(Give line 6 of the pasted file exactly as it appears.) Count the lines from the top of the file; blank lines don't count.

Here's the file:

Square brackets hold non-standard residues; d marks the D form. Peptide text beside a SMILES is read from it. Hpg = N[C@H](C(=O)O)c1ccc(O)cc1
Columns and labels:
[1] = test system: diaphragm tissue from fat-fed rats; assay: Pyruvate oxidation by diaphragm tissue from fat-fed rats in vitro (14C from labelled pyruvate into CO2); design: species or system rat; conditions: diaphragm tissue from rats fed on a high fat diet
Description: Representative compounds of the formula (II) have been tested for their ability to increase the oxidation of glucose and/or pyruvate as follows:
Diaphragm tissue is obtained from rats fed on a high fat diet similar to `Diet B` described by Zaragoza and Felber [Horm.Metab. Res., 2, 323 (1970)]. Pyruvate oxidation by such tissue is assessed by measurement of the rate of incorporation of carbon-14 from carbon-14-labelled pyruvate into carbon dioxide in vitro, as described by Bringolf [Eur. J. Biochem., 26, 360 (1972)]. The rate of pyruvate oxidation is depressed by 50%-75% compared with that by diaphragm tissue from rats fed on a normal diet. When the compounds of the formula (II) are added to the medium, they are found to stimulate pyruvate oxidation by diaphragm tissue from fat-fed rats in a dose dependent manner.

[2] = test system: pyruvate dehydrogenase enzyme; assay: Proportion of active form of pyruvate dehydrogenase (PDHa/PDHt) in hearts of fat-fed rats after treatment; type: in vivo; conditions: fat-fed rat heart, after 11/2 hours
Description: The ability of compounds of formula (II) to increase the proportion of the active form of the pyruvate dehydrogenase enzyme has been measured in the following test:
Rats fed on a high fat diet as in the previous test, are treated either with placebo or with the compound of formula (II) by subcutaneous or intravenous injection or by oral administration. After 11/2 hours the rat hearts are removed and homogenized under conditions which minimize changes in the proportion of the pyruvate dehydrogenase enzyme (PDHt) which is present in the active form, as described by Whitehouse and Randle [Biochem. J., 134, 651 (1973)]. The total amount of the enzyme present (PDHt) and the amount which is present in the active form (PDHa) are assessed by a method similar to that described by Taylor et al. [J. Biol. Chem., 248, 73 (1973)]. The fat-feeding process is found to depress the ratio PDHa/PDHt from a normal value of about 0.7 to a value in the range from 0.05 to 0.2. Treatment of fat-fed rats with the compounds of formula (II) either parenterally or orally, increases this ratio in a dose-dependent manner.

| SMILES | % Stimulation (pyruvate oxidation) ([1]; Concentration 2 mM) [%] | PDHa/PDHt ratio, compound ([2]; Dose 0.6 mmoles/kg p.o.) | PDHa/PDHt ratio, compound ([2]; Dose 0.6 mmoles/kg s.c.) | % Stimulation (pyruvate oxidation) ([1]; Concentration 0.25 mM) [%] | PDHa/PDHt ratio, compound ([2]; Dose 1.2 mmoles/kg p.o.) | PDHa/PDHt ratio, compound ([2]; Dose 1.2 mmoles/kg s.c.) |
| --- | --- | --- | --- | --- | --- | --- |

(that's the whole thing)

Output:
[2] = test system: pyruvate dehydrogenase enzyme; assay: Proportion of active form of pyruvate dehydrogenase (PDHa/PDHt) in hearts of fat-fed rats after treatment; type: in vivo; conditions: fat-fed rat heart, after 11/2 hours